Cattleya is the name by which the Public Ministry calls the simultaneous operation that it carried out this Thursday in dozens of establishments in the National District and Bávaro, in the province of La Altagracia, in which it rescued more than 80 women, between 18 and 23 years old. , from South America, victims of sexual exploitation
The Attorney General’s Office reported that the raids were the product of an investigation that began nine months ago.
The General Directorate of Persecution of the Public Ministry and the Specialized Prosecutor’s Office against Illicit Smuggling of Migrants and Trafficking in Persons (PETT) announced that the prosecutors will file criminal charges against 10 accused Venezuelans, Colombians and Dominicans.
Johanna Bejarán Álvarez, head of the PETT, explained that the actions against human trafficking respond to the actions promoted by the Attorney General Miriam Germán Brito against transnational crime.
“The defendants created a transnational criminal organization dedicated to capturing women between 18 and 23 years of age, in different countries, specifically from Colombia and Venezuela, for the commission of the illicit trafficking of persons under the modality of commercial sexual exploitation. The young women were held at the Caribe Hotel, in the National District, and at the Coco Real Residential Complex, in Bávaro, Punta Cana, La Altagracia province,” states a statement from the Attorney General’s Office.
Bejarán Álvarez indicated that 25 prosecutors, more than 200 agents of the National Police and more than 50 investigation technicians and specialists in victim assistance participated in the operation. During the operations, the teams seized controlled substances, such as marijuana and synthetic drugs.
He said that the operation has the support of the Special Division for the Investigation of Transnational Crimes (Deidet) and the Human Trafficking Department of the National Police. Also with the international cooperation of the Office of National Security Investigations (HSI), of the United States, and the International Organization for Migration (IOM). In addition, the NGOs Operation Underground Railroad (O.U.R.), Destiny Rescue and the Anti Trafficking Bureau (ATB).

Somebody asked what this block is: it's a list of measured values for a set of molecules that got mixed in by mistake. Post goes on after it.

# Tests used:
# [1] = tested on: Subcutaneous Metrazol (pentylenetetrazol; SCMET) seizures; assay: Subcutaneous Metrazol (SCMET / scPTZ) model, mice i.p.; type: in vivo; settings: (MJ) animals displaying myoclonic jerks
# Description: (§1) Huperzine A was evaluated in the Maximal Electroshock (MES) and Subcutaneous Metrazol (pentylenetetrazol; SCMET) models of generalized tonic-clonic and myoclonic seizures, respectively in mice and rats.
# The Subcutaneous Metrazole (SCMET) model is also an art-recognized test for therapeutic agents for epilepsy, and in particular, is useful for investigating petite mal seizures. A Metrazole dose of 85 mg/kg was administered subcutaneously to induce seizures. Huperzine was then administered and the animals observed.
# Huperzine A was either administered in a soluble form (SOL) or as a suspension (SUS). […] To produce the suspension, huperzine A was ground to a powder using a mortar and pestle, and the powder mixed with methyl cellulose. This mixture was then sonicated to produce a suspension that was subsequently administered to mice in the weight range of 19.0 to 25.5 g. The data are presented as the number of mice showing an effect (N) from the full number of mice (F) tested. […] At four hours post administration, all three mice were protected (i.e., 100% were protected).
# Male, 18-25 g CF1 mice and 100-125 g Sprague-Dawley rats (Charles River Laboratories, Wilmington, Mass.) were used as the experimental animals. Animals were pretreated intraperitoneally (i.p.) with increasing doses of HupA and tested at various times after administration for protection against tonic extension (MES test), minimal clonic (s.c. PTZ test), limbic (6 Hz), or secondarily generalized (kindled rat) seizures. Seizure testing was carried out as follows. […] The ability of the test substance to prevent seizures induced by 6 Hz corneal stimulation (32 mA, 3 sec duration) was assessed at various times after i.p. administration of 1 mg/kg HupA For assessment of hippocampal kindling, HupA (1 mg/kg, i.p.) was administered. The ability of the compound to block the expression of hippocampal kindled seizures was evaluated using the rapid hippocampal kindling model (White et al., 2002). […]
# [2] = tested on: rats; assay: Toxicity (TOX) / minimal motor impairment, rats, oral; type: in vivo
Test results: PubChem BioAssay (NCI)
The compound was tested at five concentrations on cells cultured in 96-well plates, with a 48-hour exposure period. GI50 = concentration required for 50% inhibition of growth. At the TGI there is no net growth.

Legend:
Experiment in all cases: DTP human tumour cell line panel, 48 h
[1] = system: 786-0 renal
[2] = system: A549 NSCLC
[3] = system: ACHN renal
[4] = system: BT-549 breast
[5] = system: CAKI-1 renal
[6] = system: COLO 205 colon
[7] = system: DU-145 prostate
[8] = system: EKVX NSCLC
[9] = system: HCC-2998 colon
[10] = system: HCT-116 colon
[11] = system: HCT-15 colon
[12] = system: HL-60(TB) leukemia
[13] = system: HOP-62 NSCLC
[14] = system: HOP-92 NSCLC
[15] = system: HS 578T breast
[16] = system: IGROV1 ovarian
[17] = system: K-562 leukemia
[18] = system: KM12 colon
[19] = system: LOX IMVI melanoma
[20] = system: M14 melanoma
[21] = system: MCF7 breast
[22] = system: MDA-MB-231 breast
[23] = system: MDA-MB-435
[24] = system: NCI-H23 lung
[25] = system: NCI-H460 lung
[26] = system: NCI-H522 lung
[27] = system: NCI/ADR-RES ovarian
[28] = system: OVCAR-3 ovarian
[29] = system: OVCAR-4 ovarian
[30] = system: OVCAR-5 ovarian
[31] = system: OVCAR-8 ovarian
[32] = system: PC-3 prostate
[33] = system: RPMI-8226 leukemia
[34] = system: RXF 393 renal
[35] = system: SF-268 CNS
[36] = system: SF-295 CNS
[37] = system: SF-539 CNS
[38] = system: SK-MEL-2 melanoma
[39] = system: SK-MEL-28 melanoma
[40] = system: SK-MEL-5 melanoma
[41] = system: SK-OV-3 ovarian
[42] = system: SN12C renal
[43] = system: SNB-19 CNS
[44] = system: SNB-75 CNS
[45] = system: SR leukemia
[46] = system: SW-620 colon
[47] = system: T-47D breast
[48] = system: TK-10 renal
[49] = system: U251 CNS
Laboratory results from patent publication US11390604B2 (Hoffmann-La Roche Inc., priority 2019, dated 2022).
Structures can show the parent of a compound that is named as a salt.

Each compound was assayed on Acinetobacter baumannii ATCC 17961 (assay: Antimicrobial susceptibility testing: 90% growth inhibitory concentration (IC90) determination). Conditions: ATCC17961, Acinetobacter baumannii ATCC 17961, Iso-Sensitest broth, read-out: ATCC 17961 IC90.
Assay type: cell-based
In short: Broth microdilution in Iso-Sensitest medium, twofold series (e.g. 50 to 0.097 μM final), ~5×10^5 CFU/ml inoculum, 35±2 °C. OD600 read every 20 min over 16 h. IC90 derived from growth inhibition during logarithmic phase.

“We must thank the cooperation of other countries in this operation, especially that of the United States, a nation that in its report this year on human trafficking recognizes that, although we must overcome limitations, the authorities of the Dominican Republic make sustained efforts to fight against crimes such as trafficking and sex trafficking,” said Bejarán Álvarez.
As part of the Cattleya operation, at least 14 people are being investigated for committing the crime of trafficking, including those from Colombia and six from Venezuela.
How did it work?
According to the Attorney General’s Office, criminal networks mobilized young women with the promise of a well-paid job in the Dominican Republic. But they exploited them sexually. In the Bávaro area, they offered the sexual services of the victims at a cost of 100 to 150 dollars for one hour and up to 400 dollars per night.
Once brought to the country, the victims were forced to admit that they owed between US$3,000 and US$4,000 in debt to the networks that mobilized them, forced them to use controlled substances, and subjected them to humiliating and inhumane treatment.
DR not in compliance
A report presented by the United States Department of State last July indicates that the Government of the Dominican Republic does not meet the minimum standards to end human trafficking, however, it recognizes that the country’s authorities are making efforts to achieve it.
Despite this effort mentioned in the report and the increase in actions to prevent, protect and prosecute this crime, the country remains in category 2 because the Government “did not meet the minimum standards in several key areas”.